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Law Notes Trusts and Equity Notes

What Is A Trust Notes

Updated What Is A Trust Notes

Trusts and Equity Notes

Trusts and Equity

Approximately 1016 pages

Equity notes fully updated for recent exams at Oxford and Cambridge. These notes cover all the LLB trusts cases and so are perfect for anyone doing an LLB in the UK or a great supplement for those doing LLBs abroad, whether that be in Ireland, Hong Kong or Malaysia (University of London).

These were the best Equity and Trusts Law notes the director of Oxbridge Notes (an Oxford law graduate) could find after combing through dozens of LLB samples from outstanding law students with the highest re...

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Fundamentals of Equity


Equity is a connecting rationale of preventing a person from using his or her legal powers of contracting, ownership and disposition in a manner that would be contrary to good conscience.

+ Snell: ‘Equity refers to a conception of justice that transcends the substantive and procedural rules of the positive law. It introduces an ethical element into the positive law by holding the parties to a more sensitive or exacting standard of justice than the rules of positive law would require of them.’


Historical Development

Historical connection in the jurisdiction of the Court of Chancery.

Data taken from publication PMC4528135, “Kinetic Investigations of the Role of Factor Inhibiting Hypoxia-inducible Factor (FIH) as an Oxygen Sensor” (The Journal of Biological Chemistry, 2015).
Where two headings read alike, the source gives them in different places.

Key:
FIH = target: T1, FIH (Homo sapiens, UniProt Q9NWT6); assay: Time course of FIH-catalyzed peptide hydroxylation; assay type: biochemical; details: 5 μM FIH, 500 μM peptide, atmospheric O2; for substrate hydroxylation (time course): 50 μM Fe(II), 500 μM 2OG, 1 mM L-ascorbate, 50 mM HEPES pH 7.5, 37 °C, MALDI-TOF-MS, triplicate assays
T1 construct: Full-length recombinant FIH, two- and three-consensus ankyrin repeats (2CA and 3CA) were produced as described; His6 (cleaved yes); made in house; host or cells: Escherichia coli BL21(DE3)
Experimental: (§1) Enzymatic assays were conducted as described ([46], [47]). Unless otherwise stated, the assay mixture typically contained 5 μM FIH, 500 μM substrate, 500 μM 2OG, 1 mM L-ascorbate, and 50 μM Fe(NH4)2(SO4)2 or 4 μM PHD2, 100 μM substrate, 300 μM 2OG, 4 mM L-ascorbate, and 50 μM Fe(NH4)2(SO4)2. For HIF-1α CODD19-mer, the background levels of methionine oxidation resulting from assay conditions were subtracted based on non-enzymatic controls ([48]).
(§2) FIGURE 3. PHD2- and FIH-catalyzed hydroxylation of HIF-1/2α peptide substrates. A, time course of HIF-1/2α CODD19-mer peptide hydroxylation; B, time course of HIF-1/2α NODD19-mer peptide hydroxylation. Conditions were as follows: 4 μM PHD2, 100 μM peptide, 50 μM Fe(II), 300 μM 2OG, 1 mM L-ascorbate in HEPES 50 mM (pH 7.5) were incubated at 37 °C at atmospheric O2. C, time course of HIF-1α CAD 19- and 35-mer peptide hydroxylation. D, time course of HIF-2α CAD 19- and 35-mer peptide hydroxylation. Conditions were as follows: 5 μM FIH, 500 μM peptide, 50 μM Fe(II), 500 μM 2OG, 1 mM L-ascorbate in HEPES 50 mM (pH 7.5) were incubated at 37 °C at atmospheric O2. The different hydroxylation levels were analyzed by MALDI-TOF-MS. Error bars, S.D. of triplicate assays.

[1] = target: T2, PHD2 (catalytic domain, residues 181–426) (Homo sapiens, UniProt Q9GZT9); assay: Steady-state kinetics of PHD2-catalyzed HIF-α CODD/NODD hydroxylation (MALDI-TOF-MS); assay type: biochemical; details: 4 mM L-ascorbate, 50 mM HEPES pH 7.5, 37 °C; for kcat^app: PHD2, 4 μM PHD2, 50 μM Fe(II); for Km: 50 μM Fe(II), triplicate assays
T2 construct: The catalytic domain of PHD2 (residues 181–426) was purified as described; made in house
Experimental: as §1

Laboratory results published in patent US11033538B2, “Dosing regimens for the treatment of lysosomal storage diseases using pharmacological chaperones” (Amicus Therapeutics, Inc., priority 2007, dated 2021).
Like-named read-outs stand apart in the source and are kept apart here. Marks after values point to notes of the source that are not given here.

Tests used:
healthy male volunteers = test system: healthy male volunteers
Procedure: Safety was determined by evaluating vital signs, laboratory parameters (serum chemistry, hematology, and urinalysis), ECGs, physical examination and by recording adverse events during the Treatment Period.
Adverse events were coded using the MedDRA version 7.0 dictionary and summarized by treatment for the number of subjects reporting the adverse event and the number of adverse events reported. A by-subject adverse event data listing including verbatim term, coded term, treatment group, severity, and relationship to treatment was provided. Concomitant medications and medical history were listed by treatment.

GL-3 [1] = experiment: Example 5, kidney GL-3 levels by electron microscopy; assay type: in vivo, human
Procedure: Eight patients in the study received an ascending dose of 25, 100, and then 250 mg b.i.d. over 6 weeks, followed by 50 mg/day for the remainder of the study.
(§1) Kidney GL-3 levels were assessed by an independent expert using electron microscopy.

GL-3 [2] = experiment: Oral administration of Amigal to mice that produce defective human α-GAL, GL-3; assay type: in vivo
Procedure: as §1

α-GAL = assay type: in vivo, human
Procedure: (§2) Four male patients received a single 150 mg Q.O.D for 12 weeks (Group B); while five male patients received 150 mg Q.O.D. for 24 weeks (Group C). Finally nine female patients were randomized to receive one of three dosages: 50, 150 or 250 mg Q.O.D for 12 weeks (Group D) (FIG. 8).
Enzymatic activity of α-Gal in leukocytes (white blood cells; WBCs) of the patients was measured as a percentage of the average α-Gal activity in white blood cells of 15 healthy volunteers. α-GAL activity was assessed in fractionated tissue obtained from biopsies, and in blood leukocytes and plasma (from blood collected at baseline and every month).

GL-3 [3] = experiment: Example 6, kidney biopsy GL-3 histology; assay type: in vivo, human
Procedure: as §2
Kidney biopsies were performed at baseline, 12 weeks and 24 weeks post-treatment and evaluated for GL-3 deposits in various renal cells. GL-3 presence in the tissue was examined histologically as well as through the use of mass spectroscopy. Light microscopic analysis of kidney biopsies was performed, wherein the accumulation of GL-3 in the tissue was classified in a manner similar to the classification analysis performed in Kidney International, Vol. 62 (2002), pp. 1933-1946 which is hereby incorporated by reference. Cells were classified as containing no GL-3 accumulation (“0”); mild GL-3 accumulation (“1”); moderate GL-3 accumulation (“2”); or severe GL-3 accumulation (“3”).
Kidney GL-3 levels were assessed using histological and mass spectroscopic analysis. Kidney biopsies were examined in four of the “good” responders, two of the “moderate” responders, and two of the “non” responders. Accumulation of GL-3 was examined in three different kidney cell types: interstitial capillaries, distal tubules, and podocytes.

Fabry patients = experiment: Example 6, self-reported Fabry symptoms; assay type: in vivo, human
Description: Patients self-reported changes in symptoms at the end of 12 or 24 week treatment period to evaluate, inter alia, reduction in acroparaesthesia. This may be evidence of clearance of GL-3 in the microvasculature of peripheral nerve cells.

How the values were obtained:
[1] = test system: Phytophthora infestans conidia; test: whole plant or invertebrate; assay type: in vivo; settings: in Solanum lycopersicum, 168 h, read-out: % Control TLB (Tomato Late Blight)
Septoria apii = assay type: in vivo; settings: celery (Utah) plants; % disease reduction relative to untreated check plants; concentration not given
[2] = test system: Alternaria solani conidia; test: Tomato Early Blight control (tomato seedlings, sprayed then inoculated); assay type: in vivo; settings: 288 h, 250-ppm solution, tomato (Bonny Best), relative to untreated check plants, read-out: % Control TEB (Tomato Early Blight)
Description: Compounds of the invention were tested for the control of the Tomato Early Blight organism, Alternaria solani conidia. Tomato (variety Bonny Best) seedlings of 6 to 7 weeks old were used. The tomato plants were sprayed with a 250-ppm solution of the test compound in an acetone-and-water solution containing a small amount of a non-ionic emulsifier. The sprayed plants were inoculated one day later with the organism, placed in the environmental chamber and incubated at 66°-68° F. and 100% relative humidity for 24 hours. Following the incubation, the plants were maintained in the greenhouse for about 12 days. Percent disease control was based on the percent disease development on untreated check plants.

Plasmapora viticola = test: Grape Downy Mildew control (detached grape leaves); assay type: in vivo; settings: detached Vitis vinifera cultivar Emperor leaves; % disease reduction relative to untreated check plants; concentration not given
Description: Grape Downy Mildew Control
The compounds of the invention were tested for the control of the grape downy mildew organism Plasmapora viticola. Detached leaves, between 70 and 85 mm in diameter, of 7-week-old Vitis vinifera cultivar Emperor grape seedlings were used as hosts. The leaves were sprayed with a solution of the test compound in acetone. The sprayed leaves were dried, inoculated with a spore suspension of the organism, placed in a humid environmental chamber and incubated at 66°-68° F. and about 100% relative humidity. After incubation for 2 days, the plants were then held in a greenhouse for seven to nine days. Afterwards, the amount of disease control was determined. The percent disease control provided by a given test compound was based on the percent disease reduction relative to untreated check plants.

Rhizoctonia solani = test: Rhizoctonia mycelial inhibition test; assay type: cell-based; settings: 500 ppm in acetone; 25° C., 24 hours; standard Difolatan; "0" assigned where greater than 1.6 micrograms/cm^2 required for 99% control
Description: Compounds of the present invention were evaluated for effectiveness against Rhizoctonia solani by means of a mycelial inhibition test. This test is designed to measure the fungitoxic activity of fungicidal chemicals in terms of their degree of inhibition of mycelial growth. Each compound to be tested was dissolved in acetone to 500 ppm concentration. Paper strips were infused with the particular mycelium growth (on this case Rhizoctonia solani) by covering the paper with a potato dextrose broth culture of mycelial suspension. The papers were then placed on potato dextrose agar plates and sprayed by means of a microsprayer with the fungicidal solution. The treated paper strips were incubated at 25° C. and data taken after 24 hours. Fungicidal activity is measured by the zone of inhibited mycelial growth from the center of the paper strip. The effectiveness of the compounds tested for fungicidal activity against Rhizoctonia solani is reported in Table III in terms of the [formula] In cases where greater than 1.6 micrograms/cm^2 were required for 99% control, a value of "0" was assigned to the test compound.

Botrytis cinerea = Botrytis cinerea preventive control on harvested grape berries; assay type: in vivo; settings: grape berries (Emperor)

• Began with the Chancellor’s intervention in conflicts.

  • Lord Ellesmere later applied the same principles in all cases.

The Judicature Acts 1873-1875

The Judicature Commission recommended the creation of a single Supreme Court. (n.b. This is what we now, following the abolition of the judicial functions of the House of Lords on 1st October 2009 and their transfer to the Supreme Court of the United Kingdom, call the Senior Courts of England and Wales.) That new single court would have all of the jurisdiction then exercised by the superior courts of law, equity, probate, admiralty and divorce.

  • The Judicature Acts 1873-1875, including section 25(11). See now Senior Courts Act 1981 (formerly known as the Supreme Court Act 1981), s.49.

  • In terms of substantive law, this continues the relationship between law and equity established by the Earl of Oxford’s Case (1615).

  • A distinctive feature of equity in all legal systems has been its secondary or supplementary nature. Equitable intervention presupposes the existence of primary rules of positive law. The effect of equity is to qualify the enforcement of the positive law to ensure a more complete standard of justice than the law itself would attain.


The Fusion of Law and Equity

  1. Procedural fusionBerry v. Berry [1929]

  2. Substantive fusion and the ‘fusion fallacy’

  • Aquaculture Corporation v. New Zealand Green Mussel Co Ltd. [1990]; “For all purposes now material, equity and common law are mingled or merged. The practicality of the matter is that in the circumstances of the dealings between the parties the law imposes a duty of confidence. For its breach a full range of remedies should be available as appropriate, no matter whether they originated in common law, equity or statute”.

    • Chirnside v. Fay (No 2) [2005] 3 N.Z.L.R. 689;